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Dynamic HTML dyn-html COAP 2100 © Daniel. K. Schneider, Webster University Geneva - TECFA, University of Geneva 18/4/07 Dynamic HTML Code: dyn-html Author and version Daniel K. Schneider Email: [email protected] Version: 0.6 (modified 18/4/07 by DKS) Prerequisites • HTML • CSS Some JavaScript Objectives Introduction to modern Dynamic HTML (DOM/CSS/JavaScript) Reuse of some simple JavaScript functions Object Referencing and modification of contents Dynamic Styles and Dynamic Positioning The concept of "tree walking"
Transcript
dyn-html.fmPrerequisites • HTML • CSS • Some JavaScript
Objectives • Introduction to modern Dynamic HTML (DOM/CSS/JavaScript) • Reuse of some simple JavaScript functions • Object Referencing and modification of contents • Dynamic Styles and Dynamic Positioning • The concept of "tree walking"
COAP 2100 © Daniel. K. Schneider, Webster University Geneva - TECFA, University of Geneva 18/4/07
Dynamic HTML - . dyn-html-2
Disclaimer • There may be typos (sorry) and mistakes (sorry again) • Please also consult a textbook ! (However, the Deitel book is not uptodate for this module!)
Acknowledgement These slides have been prepared with the help of
• The Textbook and (older) associated slides • The Gecko DOM Reference and JavaScript reference
url: http://developer.mozilla.org/en/docs/Gecko_DOM_Reference url: http://developer.mozilla.org/en/docs/JavaScript
• W3C specifications url: http://www.w3.org/TR/DOM-Level-2-Core/ url: http://www.w3.org/TR/DOM-Level-2-HTML/ url: http://www.w3.org/TR/DOM-Level-2-Events/ url: http://www.w3.org/TR/DOM-Level-2-Style/
COAP 2100 © Daniel. K. Schneider, Webster University Geneva - TECFA, University of Geneva 18/4/07
Contents 1. Prerequisites 5
1.1 HTML and/or XHTML 5 Example 1-1:HTML Page (preq-html-page.html) 5 Example 1-2:XHTML Page 6
1.2 CSS 7 Example 1-3:A simple HTML example 7
1.3 JavaScript 8 2. Introduction 10
2.1 DHTML and DOM - some definitions 10 2.2 History of DOM and DOM levels 11 2.3 Implementations 12 2.4 DOM objects Overview 13
3. Referencing and changing objects 14 Example 3-1:Simple object referencing 15 Example 3-2:Simple object referencing and change 16
4. Style 17 Example 4-1:Changing style of background with a prompt 18 Example 4-2:Change style with a push button 19 Example 4-3:Change style forth and back with a push button 19
5. HTML Window and Navigator 20 Example 5-1:Information about the navigator 22 Example 5-2:Redirect to page according to navigator 23
6. Collections and creation of elements 24 6.1 Collections 24
Example 6-1:Emphasize child elements 24 6.2 Tree walking 26
Example 6-2:Tree walking: Collect element names 27 Example 6-3:Tree walking: Change color style 28 Example 6-4:Tree walking: Change any style 29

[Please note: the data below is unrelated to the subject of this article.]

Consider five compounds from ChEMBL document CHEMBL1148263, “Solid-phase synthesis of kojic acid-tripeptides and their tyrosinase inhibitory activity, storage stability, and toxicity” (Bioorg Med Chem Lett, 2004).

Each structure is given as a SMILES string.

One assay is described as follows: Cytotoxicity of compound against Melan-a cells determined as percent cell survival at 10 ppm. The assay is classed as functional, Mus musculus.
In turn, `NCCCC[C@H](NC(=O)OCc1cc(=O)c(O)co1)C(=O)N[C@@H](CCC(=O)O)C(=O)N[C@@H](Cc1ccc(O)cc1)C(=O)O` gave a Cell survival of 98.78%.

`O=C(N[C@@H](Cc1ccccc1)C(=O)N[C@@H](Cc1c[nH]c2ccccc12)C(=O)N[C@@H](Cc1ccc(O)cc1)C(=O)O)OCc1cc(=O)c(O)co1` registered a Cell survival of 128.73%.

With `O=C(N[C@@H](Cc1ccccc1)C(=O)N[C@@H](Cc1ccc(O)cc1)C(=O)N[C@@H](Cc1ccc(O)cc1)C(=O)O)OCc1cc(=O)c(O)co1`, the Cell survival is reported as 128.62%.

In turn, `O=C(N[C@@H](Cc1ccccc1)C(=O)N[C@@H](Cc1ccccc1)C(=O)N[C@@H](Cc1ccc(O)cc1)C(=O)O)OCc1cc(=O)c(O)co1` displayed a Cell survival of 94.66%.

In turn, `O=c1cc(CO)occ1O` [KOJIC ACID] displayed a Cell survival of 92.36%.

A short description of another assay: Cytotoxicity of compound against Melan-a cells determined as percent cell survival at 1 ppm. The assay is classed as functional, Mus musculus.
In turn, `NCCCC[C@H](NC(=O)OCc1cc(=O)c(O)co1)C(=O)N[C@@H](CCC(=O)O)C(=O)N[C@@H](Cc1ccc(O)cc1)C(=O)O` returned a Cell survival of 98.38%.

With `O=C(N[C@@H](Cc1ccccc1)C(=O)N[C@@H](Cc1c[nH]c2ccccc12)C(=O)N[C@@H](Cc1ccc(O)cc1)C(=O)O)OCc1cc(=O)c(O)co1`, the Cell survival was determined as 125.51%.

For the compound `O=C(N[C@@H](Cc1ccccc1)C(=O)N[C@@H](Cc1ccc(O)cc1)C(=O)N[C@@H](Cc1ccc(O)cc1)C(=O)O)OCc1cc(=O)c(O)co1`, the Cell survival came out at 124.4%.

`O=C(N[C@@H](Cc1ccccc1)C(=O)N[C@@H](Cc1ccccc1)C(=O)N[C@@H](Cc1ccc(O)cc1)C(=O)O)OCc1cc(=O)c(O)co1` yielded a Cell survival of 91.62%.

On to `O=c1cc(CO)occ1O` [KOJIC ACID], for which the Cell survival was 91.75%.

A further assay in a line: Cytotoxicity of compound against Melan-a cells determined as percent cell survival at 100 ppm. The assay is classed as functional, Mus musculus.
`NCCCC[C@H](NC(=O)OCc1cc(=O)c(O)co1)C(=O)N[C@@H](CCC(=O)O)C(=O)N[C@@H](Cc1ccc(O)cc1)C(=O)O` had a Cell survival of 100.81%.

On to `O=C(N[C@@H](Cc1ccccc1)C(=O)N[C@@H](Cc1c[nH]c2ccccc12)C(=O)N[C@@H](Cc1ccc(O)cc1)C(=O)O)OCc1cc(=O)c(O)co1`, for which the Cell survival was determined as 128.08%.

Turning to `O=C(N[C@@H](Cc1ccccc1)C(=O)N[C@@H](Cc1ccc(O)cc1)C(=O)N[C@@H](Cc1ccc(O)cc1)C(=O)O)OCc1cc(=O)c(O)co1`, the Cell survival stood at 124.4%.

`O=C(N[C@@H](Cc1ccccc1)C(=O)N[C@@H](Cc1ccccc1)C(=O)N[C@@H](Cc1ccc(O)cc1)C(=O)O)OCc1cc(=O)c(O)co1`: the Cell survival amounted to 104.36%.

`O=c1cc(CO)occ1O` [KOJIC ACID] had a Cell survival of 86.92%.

6.3 Creation of elements 30
COAP 2100 © Daniel. K. Schneider, Webster University Geneva - TECFA, University of Geneva 18/4/07
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Example 7-1:User-driven object moving 31 Example 7-2:Automatic font, size and position animation 33
8. Next steps 35 8.1 Reading 35 8.2 Next module 35 8.3 Homework 35
COAP 2100 © Daniel. K. Schneider, Webster University Geneva - TECFA, University of Geneva 18/4/07
Dynamic HTML - 1. Prerequisites dyn-html-5
1. Prerequisites
1.1 HTML and/or XHTML • DOM works with all XHTML versions and all more recent HTML versions (> 4).
Example 1-1: HTML Page (preq-html-page.html)
Notes: • Navigators are very forgiving, you may omit the doctype, the encoding declarations, or even
the head. But your page will not validate (which is not acceptable in most professional settings). Don’t worry just for this class ...
<!DOCTYPE html PUBLIC "-//W3C//DTD HTML 4.01 Transitional//EN"> <html> <head> <title>Simple HTML Page</title> <meta http-equiv="Content-Type" content="text/html;charset=utf-8" > </head>
<body> <h1>Simple HTML Page</h1> <p>Hello</p>
<hr> </body>
Body (page contents)
COAP 2100 © Daniel. K. Schneider, Webster University Geneva - TECFA, University of Geneva 18/4/07
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Example 1-2: XHTML Page • All most recent HTML versions are XHTML. • XHTML is an XML application (i.e. it uses the XML formalism). • XHTML is more powerful than HTML, but more strict and somewhat less forgiving .... • All tags are lower case, all tags must be closed (think "boxes" within "boxes") !!!
<?xml version = "1.0" encoding="UTF-8"?> <!DOCTYPE html PUBLIC "-//W3C//DTD XHTML 1.0 Strict//EN" "http://www.w3.org/TR/xhtml1/DTD/xhtml1-strict.dtd">
<html xmlns = "http://www.w3.org/1999/xhtml"> <head> <title>Object Model</title> <meta http-equiv="Content-Type" content="text/html;charset=utf-8" /> </head> <body> <h1>Welcome to our Web page!</h1> <p>Enjoy ! </p> </body> </html>
XML and declaration
Document type
Namespace declaration
COAP 2100 © Daniel. K. Schneider, Webster University Geneva - TECFA, University of Geneva 18/4/07
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1.2 CSS • Style sheet = set of rules that describe how to render XML or (X)HTML elements • Each rule has two parts:
• The selector: defines to which elements a rule applies • The declaration: defines rendering, i.e. defines values for style properties
Example 1-3: A simple HTML example H1 { color: red } P { font-face: Verdana, sans-serif ; font-size: 12pt} H1, H2, H3 { color : blue } H1.ChapterTOC, H2.PeriodeTOC, H2.ExerciceTOC, H2.SectionTOC {
display: block;text-indent: 30pt; text-align: left; font-size: 14.000000pt; font-weight: Bold; font-family: "Times";
}
Selectors